Civil conspiracy is an agreement between two or more parties to commit an unlawful or wrongful act that injures a third party. However, civil conspiracy claims can be difficult to prove and may not be appropriate in all cases.
Below, we examine the elements of a civil conspiracy claim, who can be held liable for civil conspiracy, the difference between civil and criminal conspiracy, the potential damages a plaintiff may recover for civil conspiracy, similar legal claims to civil conspiracy, and how to choose a civil conspiracy attorney.
What is Civil Conspiracy?
Civil conspiracy occurs when two or more people agree to engage in an activity to accomplish an unlawful purpose or goal and cause injury to another as a result. A civil conspiracy can exist when:
- Conspirators agree to work to achieve an unlawful goal, or
- Conspirators agree to achieve a lawful goal by unlawful means.
Understandably, civil conspiracy may be commonly confused with its criminal counterpart, criminal conspiracy. That is because they are very similar legal wrongs and are made up of almost the same legal elements. However, civil conspiracy involves a civil wrong, or tort, while criminal conspiracy involves a criminal act.
Civil conspiracy is not a standalone legal claim. This means a plaintiff cannot only sue for civil conspiracy. Instead, civil conspiracy must accompany another tort.
At its core, civil conspiracy is an agreement between two or more parties to commit an unlawful act. Therefore, there must be an unlawful act on which to base the civil conspiracy claim.
In other words, a civil conspiracy tort is premised on the existence and probability of a separate tort that is actionable, even absent the existence of a conspiracy. 16 Am Jur 2d Conspiracy § 52.
Below, we address two civil conspiracy cases to illustrate how a claim for civil conspiracy accompanies a separate tort.
Civil Conspiracy Examples
Franklin Music Co. v. Am. Broadcasting Companies
The defendant was a music company that allegedly hired the president of a competing music company for two improper purposes. First, the defendant music company wanted the president to induce key employees to leave the competing company. Second, the president could disclose the competing company’s trade secrets.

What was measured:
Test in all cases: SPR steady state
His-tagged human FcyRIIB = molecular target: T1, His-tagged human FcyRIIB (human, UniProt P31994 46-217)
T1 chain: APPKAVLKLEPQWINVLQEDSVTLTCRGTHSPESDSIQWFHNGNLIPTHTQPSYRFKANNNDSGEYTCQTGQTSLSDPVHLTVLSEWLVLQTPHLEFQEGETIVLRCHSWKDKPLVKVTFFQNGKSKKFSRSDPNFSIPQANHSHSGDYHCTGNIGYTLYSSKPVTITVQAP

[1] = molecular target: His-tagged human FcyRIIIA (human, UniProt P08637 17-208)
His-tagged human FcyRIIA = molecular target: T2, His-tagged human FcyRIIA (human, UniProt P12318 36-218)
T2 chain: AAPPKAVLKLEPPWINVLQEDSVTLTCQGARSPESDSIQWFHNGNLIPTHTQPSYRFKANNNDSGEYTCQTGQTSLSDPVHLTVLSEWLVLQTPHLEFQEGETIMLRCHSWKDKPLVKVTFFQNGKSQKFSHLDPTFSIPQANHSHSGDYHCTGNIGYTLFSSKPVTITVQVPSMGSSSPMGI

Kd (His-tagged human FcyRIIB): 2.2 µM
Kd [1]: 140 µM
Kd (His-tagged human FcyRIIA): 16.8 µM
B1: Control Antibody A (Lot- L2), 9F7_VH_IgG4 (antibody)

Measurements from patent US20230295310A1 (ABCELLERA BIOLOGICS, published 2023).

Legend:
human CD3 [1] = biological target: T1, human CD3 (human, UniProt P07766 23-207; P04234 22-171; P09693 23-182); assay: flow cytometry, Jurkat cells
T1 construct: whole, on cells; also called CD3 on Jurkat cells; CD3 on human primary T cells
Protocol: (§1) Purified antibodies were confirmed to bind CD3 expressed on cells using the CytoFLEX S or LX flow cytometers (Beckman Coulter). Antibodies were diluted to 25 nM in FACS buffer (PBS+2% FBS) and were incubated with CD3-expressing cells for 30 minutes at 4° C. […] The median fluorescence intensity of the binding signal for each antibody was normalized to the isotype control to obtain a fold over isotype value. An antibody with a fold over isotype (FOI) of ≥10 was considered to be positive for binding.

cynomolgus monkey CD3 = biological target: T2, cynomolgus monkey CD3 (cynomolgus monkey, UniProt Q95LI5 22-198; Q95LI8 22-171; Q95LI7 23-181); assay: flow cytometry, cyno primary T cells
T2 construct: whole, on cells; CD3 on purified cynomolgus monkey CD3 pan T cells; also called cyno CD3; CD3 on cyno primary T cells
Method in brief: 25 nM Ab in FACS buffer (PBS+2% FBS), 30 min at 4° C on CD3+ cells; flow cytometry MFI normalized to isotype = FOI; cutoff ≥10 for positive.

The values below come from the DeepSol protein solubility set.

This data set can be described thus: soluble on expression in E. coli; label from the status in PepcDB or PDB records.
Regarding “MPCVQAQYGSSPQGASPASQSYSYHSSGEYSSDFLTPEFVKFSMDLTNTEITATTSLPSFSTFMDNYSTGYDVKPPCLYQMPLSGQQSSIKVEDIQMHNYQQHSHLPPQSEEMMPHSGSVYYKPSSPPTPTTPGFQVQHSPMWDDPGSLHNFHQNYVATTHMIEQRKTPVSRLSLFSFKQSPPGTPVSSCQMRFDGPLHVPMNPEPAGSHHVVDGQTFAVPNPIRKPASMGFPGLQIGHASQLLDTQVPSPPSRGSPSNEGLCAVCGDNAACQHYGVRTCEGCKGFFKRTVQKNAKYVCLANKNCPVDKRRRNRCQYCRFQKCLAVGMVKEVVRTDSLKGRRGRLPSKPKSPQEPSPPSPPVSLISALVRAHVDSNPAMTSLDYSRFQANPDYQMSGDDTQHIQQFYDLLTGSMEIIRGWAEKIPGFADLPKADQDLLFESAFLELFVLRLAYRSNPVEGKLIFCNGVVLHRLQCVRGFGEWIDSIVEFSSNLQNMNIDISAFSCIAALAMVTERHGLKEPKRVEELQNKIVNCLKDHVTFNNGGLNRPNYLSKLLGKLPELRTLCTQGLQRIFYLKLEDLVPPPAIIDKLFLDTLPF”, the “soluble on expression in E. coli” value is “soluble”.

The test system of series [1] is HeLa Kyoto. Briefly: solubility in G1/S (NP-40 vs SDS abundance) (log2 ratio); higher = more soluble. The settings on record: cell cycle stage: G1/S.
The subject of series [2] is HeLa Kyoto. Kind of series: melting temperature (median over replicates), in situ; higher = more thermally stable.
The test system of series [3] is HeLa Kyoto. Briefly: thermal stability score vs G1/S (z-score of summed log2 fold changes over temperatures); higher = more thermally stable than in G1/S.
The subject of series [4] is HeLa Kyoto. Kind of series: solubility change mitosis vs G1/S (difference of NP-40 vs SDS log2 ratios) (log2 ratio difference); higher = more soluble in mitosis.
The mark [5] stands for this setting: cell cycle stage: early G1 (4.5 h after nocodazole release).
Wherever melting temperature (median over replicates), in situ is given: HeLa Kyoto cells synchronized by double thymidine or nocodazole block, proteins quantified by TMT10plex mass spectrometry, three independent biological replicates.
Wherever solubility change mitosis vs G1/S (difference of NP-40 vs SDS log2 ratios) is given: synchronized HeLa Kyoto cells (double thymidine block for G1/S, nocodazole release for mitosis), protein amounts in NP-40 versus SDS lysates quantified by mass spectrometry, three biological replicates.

When the plaintiff company brought suit, it could assert multiple tort claims, such as trade libel, slander of title, disclosure of trade secrets, and interference with business contacts. But because these torts were the result of a plan created by the departing president and defendant music company, Pennsylvania law allowed the plaintiff to also bring a civil conspiracy claim. Franklin Music Co. v. Am. Broad. Cos., 616 F.2d 528 (3rd Cir. 1979).
Note: are you a Pennsylvania resident facing issues involving defamation or harassment on the internet? If so, we highly recommend checking out our legal resources, Pennsylvania Defamation Law and Pennsylvania Cyber Harassment Laws.
Rex Distributing Co. v. Anheuser-Busch
The plaintiff, in this case, was Rex Distributing Company (Rex), a wholesaler of Anheuser-Busch (AB) beer. Rex wanted to sell its business, but Anheuser-Busch claimed that it had a contractual right to decide who Rex’s buyer should be.
When Rex found a buyer, AB stepped in to stop the sale so that AB could force Rex to sell its business to Mitchell Distributing Company (Mitchell) instead. Rex claimed that AB did this for two reasons.
First, AB wanted to reward Mitchell for agreeing with AB’s request to not sell ‘Yuengling & Son’ beer. Second, AB wanted to punish Rex for agreeing to sell a competitor’s beer despite AB asking Rex not to do so.
Rex eventually agreed to sell its business to Mitchell instead of Rex’s original buyer, costing Rex more than $3 million. Rex filed suit, and believing Mitchell and AB were working together, Rex alleged common-law contractual tortious interference and civil conspiracy against both AB and Mitchell.
Mitchell argued that Rex’s civil conspiracy tort claim should fail because there was no underlying tort. The trial court agreed and dismissed Rex’s civil conspiracy claim.